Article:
|Old Bull Lee
A Voice From the Reality-based Community
Notes from a Study of Things Themselves
Victor/Victoria, the 1982 Blake Edwards film, is well-known as the story of a woman pretending to be a man pretending to be a woman. The woman Victoria is played by Julie Andrews. At the beginning of the film she's a starving singer in depression-era Paris, desperate to get a paying gig. So she auditions for an unappreciative Monsieur Labisse.
Victoria: As you can see, I have a legitimate voice.
Monsieur Labisse: Yes, well I'm looking for something a little more...illegitimate.
Victoria: I'm sure with a little practice...
Monsieur Labisse: Lady, that is like a nun saying, with a little practice, she could become a streetwalker.
Victoria: [sighs] It has to come naturally.
Monsieur Labisse: In some professions practice is a minor consideration. So, take my advice and stick to Carmen.
Victoria: I am a coloratura, Mr. Labisse, not a mezzo.
Monsieur Labisse: Well, whatever you are, Andre Cassell should never have sent you here.
Victoria: He didn't.
Monsieur Labisse: You told me he was your agent.
Victoria: I lied. [Turns and walks away, then turns back around, facing Mr. Labisse.] In spite of what you think, Mr. Labisse, there are some professions where practice DOES make perfect.
[Wine glass shatters]
Monsieur Labisse: What the hell was THAT?
Can a human being really break a wine glass with only his (or her) voice? This question has been taken on directly by the Discovery Channel's Mythbusters team. Their report is online as a Youtube video.
The Mythbusters investigators begin their experiments with a crystal wine glass. When they run a wet finger around its rim, the glass emits an audible tone, which is its resonant frequency. They measure that frequency with a spectrum analyzer and find it to be 562 Hz. (C#5 is 554.37 Hz.) They reproduce that tone with a signal generator, amplify it and play it into a speaker with a wine glass a few inches from the vibrating speaker cone. At first the glass vibrates but doesn't break. When the sound energy is focused on the glass using a baffle, the glass shatters. In summary, they demonstrate that amplified sound at the resonant tone can break a glass.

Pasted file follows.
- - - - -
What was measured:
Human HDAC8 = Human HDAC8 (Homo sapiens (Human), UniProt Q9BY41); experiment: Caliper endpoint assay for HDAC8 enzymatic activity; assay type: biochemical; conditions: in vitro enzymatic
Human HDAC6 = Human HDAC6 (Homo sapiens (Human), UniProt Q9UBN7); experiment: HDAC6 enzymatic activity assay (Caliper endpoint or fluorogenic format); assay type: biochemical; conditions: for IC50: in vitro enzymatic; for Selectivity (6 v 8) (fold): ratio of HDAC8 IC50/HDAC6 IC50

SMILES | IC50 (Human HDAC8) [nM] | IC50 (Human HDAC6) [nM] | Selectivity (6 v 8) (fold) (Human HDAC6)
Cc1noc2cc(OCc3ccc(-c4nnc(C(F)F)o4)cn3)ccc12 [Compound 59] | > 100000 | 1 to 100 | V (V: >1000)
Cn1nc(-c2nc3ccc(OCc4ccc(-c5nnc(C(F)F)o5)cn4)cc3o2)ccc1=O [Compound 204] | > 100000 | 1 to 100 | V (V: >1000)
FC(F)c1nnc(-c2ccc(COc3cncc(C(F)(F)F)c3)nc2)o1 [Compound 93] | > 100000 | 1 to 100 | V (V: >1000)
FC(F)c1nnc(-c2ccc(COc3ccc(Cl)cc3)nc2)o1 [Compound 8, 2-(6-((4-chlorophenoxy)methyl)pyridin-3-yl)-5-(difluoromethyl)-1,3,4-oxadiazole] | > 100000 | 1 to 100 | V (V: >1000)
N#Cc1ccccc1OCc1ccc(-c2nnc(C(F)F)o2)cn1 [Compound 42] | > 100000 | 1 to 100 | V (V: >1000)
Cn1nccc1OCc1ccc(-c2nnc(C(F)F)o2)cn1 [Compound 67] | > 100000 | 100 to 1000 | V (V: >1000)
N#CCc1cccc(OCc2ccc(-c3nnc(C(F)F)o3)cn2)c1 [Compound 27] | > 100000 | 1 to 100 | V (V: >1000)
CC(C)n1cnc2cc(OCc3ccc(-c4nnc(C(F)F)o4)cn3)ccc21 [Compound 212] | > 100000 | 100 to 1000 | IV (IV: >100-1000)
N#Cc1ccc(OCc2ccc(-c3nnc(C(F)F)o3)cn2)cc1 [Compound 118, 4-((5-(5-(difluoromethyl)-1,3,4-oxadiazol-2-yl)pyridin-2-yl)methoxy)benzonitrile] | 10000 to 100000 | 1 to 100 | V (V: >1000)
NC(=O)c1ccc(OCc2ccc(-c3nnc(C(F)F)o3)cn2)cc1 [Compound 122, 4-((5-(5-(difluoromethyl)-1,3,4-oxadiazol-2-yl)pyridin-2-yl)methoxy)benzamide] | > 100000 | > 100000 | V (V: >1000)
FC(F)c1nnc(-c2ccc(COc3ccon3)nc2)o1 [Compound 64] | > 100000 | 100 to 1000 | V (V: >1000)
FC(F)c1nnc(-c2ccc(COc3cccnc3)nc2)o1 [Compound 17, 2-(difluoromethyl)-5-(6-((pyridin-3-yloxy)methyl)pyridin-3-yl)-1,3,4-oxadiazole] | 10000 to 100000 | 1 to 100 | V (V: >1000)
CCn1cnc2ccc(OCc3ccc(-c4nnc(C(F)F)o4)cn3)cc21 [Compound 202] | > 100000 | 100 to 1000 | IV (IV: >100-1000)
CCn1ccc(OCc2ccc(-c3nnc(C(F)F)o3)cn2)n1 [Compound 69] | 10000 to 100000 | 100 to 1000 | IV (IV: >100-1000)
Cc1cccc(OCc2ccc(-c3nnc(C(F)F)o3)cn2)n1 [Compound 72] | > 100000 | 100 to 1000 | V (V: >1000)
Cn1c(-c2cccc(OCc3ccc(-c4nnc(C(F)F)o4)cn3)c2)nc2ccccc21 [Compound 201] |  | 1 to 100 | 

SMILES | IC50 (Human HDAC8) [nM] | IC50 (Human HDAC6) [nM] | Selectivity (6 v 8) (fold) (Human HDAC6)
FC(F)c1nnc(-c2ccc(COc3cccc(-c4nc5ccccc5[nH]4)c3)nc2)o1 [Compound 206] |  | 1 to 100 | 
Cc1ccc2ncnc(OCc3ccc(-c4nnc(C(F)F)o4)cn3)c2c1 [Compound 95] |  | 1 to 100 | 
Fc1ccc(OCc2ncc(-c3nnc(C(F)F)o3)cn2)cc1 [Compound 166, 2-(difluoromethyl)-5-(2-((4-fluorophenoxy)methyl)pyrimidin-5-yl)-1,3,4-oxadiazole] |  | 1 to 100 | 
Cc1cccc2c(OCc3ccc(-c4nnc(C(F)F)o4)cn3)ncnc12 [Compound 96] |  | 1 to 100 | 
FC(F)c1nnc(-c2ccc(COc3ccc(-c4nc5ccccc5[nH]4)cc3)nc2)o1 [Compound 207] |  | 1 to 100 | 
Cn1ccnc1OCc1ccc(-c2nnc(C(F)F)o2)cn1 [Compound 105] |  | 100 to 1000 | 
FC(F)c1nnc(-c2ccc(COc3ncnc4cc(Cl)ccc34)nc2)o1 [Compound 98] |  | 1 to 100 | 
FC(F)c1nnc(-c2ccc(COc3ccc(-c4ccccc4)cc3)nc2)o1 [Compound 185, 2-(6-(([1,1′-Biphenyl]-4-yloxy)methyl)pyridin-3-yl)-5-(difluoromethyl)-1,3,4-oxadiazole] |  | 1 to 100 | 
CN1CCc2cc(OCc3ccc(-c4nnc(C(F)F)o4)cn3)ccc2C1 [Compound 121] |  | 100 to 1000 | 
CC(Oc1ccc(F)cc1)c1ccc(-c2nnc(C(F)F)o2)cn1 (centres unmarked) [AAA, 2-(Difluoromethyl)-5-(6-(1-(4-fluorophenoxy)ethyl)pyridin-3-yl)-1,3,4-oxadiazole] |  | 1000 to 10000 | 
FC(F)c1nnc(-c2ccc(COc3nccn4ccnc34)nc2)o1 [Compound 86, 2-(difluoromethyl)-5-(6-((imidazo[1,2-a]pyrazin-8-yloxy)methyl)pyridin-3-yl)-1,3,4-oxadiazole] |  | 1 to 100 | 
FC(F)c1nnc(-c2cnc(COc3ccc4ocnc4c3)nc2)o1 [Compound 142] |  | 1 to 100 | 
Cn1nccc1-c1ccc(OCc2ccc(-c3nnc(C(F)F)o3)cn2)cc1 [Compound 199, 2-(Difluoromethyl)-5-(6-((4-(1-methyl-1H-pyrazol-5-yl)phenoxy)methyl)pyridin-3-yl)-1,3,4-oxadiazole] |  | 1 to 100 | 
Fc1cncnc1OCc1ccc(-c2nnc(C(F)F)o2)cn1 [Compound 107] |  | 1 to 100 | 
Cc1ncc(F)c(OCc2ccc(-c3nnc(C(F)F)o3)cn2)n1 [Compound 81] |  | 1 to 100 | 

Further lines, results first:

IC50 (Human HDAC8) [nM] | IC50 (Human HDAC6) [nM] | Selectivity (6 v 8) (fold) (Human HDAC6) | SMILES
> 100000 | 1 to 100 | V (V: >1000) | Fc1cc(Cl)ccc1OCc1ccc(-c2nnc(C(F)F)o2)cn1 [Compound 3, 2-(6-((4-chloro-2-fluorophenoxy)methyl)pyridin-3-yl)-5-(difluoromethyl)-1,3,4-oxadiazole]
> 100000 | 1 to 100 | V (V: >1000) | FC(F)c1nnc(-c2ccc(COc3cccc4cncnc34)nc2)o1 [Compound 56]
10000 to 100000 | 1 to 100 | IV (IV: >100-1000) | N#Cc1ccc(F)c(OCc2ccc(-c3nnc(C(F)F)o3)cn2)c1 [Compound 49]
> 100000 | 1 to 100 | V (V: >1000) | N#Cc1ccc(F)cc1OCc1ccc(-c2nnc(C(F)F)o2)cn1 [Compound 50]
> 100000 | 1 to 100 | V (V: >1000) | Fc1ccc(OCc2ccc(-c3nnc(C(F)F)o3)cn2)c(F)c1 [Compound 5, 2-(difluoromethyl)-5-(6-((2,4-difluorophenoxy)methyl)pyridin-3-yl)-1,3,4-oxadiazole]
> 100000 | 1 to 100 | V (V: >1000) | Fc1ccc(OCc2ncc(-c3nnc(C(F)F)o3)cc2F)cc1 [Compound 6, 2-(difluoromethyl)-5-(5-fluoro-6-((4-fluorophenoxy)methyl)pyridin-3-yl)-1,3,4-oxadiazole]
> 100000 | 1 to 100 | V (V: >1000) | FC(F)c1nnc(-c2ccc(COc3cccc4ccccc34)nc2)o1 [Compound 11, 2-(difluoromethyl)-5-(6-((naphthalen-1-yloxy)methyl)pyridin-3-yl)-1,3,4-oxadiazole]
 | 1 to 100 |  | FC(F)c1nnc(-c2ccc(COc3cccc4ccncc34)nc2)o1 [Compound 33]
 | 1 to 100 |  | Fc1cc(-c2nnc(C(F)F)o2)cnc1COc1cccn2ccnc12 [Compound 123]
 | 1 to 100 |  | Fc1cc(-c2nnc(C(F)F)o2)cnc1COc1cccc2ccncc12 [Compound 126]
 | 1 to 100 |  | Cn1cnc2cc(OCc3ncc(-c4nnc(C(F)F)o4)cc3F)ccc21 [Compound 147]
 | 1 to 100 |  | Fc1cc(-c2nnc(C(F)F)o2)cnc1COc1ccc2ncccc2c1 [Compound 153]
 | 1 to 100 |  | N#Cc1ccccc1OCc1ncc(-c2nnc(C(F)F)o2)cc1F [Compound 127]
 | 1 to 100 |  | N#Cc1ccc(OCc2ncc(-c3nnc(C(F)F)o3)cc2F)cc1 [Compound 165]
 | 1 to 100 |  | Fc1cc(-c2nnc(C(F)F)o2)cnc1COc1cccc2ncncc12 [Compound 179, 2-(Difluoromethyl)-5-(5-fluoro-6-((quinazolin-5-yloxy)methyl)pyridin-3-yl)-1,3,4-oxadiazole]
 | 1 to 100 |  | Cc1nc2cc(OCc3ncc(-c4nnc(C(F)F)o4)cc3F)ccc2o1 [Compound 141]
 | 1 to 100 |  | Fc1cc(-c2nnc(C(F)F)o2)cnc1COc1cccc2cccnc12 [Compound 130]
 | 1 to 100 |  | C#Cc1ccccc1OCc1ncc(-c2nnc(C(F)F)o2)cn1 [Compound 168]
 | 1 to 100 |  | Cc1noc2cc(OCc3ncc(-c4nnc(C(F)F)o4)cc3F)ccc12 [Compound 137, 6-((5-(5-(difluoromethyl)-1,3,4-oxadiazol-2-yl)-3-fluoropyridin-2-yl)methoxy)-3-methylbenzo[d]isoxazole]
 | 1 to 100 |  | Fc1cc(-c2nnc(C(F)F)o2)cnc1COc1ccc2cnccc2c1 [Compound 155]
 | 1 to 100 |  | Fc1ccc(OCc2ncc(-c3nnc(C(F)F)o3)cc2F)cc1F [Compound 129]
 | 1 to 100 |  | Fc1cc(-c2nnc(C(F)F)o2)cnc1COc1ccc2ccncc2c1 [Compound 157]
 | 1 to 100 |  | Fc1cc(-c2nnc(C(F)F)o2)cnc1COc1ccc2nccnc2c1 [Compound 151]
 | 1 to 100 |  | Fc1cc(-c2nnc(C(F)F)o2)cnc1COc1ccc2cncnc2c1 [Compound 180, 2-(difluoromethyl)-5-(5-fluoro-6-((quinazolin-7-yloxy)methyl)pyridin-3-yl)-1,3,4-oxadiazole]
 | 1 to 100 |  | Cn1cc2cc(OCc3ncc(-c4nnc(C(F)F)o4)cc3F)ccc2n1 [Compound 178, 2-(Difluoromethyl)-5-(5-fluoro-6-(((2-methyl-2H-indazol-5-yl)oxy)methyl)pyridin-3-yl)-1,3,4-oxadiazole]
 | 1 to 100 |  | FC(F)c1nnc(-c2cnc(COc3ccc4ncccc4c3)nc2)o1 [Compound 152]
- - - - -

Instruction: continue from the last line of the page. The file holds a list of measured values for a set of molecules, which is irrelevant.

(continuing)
But can a human being break the glass without amplification? To answer that question they engage the services of Jaime Vendera, a singer and vocal coach. He informs the Mythbusters that the now disbanded heavy metal group Nitro would break glasses with only their voices as sort of a warm up for live performances.
Vendera, after some experimentation, successfully breaks a glass when he holds it (by the stem) close to his mouth, as seen below.
Imagine this scene. A singer with a powerful voice is performing in a nightclub where patrons are at tables as close as 15 feet from the stage. Wine glasses, most of them empty, are sitting on tables around the room. The singer hits a note of the same frequency as the resonant tone of the glasses. A dozen glasses shatter simultaneously.
Could this happen?
To answer this question, consider what's required to shatter the wine glass. The acoustic power incident on the glass must be concentrated at the resonant frequency. The energy (power times time) transmitted to the glass must be sufficient to vibrate the glass such that it breaks.
Sound power is measured in decibels (dB). The Wikipedia entry for Jaime Vendera states that
During the filming of MythBusters, Vendera's voice was measured at 117 dB at 48", translating into 120 dB at one meter as recorded by Dr. Roger Schwenke of Meyer Sound Laboratories.
The voice power incident on the glass decreases inversely with the square of the distance from the source. So the power at one tenth the distance (4.8 inches) would be 100 times greater, or 20 dB more, than at 48 inches. Likewise, the incident power on the glass at a distance of 480 inches (40 feet) would be 1/100th, or 20 db less, than what it was at 4 feet.
Stated another way, the Mythbusters demonstration showed that a voice power of 137 dB is required to break a glass 4.8 inches away from a singer's vocal cords. To break a glass 48 inches away, the singer would need to emit a hundred times (20 dB) more power, or 157 dB. To break a glass 40 feet (480 inches) away, he would need ten thousand times more power, or 177 dB.
To break the glass at a distance of 15 feet (180 inches) the singer would need to produce a sound of 137 dB + 20*log(180/4.8) dB, or 168 dB. This is probably beyond the capability of any human being.
The nightclub owner should be reassured: his stemware is safe.